Just a random thought: Do the crashes happen during specific times of the year?
Maybe you've got a faulty power supply, or the computer heats up when it's warm (but it's cold in the winter)?
(In reply to Max Staudt from comment #7)
The card is surely fine, this is definitely software related: I've been using this card for several years now... it only began showing those issues last year, I believe around a major MESA update. 3D rendering is always the sole cause, even a very simple 3D scene (not GPU / VRAM intensive) in the Blender viewport can trigger it... meanwhile 2D shaders such as KDE desktop effects never cause a freeze, not even resource heavy games. Heat doesn't affect the problem either, I've already tested this with the weather fluctuating in my area. Currently I cannot test the card on another system.
Given how both the cause and behavior of the issue is constant over a long amount of time, I do suspect the issue may be a self-updating malware exploiting X11 vulnerabilities as they come and go; It feels a bit like someone actively re-implementing it over updating system components. Unfortunately I don't yet have anything clear to prove this beyond a doubt... just the fact that such an issue shouldn't be constant over such a long amount of time given there are major updates daily, as well as acting identically on two different video drivers.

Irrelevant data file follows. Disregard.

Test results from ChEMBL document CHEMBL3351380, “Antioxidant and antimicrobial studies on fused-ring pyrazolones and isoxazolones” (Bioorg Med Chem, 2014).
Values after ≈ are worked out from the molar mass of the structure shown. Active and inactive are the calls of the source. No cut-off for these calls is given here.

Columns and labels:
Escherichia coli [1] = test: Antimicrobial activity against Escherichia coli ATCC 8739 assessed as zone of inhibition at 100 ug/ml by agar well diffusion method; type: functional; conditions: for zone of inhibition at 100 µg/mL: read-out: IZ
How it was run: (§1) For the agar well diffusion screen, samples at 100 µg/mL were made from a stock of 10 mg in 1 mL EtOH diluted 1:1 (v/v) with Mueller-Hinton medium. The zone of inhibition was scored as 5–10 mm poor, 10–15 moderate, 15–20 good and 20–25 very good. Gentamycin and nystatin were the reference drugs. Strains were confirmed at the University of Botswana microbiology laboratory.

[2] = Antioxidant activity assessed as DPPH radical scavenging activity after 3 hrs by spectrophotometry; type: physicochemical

I've been testing this crash using Xonotic during the past two days, granted it's a game I have a lot of experience customizing. What I found is pretty interesting and should be a good start in shedding light on this bug.
Initially the system freeze occurred somewhere between 10 and 40 minutes. Upon changing a few cvars, I seem to have almost entirely gotten rid of it: After nearly 5 hours of continuous testing, only one lockup has taken place! Below are the cvar overrides I added to my autoexec.cfg for the test: At least one of them had an influence... I'm still working on pinning down which, and that will take several more days due to the probability rate of the issue.
r_batch_multidraw 0 // old: 1
r_batch_dynamicbuffer 0 // old: 1
r_depthfirst 0 // old: 2
gl_vbo 0 // old: 3